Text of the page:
A recent cloud observability survey found nearly two-thirds (64%) of respondents reported the adoption of public clouds has made it more difficult to achieve observability. Nearly half of respondents (48%) said they now consider providing real-time insights into application/infrastructure environments to be a top priority.
The survey polled 357 IT professionals and was conducted by Enterprise Strategy Group (ESG) on behalf of Yotascale, a provider of cost optimization tools for cloud computing environments.
Yotascale CEO Asim Razzaq said that attaining and maintaining observability becomes more challenging with each new cloud platform adopted. The survey found that 71% of organizations now rely on more than three cloud infrastructure providers.
A full 84% of respondents also noted that tracking costs and cloud cost allocation are burdensome and time-consuming, and 61% admitted they lack sufficient visibility into which teams own what cloud resources. Nearly a quarter (24%) are considering making changes to their monitoring and observability practices as infrastructure costs rise.
Observability has always been a core DevOps tenet, but achieving and maintaining it is challenging. Most DevOps teams today aspire to be able to maintain some level of continuous monitoring. However, as it becomes easier and less costly to instrument applications, interest is rising in observability platforms that simplify the investigation of anomalies indicative of an issue that could be a disruptive application environment. As that shift occurs, more organizations will seek to correlate events with costs as part of an effort to rein in the costs of IT, said Razzaq.
In the immediate aftermath of the COVID-19 pandemic, the number of workloads being on public clouds increased sharply. In theory, many organizations signed enterprise licenses that reduce cloud costs if they consistently consume a certain level of infrastructure resources. In practice, however, individual developer teams are showing a preference for one cloud platform over another based on the attributes of their workloads. As a result, however, it becomes more challenging to not only consistently observe diverse but platforms also to control costs.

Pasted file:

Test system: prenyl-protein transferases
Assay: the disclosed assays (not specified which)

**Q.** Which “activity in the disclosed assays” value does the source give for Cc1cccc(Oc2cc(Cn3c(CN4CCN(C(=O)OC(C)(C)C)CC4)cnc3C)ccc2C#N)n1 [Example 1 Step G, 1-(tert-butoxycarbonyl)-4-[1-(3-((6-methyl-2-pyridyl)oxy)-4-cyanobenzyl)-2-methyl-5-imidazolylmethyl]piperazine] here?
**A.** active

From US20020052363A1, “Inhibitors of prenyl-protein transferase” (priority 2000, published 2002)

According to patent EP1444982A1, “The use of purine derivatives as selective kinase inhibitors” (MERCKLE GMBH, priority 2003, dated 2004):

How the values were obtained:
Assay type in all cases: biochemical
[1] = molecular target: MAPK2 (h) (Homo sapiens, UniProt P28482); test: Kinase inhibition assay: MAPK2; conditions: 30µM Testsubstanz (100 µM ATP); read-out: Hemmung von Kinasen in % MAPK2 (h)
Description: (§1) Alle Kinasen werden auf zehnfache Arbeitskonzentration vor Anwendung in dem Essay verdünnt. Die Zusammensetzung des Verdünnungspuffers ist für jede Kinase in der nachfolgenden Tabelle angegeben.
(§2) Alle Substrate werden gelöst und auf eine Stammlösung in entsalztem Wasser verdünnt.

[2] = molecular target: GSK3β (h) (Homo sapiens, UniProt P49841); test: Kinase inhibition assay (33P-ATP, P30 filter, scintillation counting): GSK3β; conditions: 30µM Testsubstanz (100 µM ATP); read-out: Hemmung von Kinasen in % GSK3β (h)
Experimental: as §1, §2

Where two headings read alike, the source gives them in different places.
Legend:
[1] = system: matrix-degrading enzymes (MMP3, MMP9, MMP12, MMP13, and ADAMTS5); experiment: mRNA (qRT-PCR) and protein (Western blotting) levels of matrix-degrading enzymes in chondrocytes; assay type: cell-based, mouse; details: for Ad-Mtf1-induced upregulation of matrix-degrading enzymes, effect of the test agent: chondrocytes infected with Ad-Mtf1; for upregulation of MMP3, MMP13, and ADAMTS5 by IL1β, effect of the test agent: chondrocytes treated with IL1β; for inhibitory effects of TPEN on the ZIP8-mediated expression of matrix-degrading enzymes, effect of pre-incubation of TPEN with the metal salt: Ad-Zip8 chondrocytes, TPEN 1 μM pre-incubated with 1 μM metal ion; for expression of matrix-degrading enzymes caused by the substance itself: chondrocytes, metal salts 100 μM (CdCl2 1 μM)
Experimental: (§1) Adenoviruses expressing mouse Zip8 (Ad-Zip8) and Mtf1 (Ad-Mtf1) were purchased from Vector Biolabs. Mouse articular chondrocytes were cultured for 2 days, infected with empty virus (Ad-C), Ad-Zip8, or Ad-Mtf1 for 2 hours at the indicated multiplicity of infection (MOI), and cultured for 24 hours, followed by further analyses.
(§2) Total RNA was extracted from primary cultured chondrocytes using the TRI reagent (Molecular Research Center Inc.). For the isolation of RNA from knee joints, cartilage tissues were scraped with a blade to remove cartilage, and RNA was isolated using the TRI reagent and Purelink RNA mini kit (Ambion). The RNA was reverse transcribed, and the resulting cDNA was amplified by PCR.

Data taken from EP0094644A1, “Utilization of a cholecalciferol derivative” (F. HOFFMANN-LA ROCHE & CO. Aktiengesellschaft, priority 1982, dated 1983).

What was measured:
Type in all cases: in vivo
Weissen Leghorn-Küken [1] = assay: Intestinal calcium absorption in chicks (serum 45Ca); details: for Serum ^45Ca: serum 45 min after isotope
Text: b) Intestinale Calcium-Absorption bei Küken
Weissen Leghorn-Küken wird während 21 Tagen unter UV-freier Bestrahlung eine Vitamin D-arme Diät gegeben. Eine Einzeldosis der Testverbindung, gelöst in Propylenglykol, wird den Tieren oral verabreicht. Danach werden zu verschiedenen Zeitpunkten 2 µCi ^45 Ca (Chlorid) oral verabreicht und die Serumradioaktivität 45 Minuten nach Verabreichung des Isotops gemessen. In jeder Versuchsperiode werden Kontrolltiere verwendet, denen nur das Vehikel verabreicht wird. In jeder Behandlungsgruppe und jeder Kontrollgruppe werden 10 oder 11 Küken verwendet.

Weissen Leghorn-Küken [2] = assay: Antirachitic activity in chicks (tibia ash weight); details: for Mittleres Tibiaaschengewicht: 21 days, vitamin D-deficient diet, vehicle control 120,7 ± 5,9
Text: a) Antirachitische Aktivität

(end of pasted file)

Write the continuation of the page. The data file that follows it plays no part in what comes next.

It’s still early days as far as the adoption of observability platforms is concerned, but it’s apparent that as application environments become more complex the plethora of monitoring tools that DevOps teams rely on will need to be streamlined. It’s not uncommon for DevOps teams to have multiple monitoring tools that surface a set of pre-defined but often conflicting metrics. Observability platforms unify logs, metrics and traces in a way that makes it simpler to launch queries to identify the root cause of an issue.
The rate at which DevOps teams will embrace observability will naturally vary. In 2022, the biggest obstacle might not be the technology as much as it is simply understanding what queries can help DevOps teams better understand the root cause of an IT issue before there is a major disruption. In the long term, it’s expected that machine learning algorithms will leverage the data collected by observability platforms to automatically identify issues that might lead to a long disruption before it actually occurs. Regardless of approach, however, the ability to manage complex IT environments in the months and years ahead will continue to steadily improve.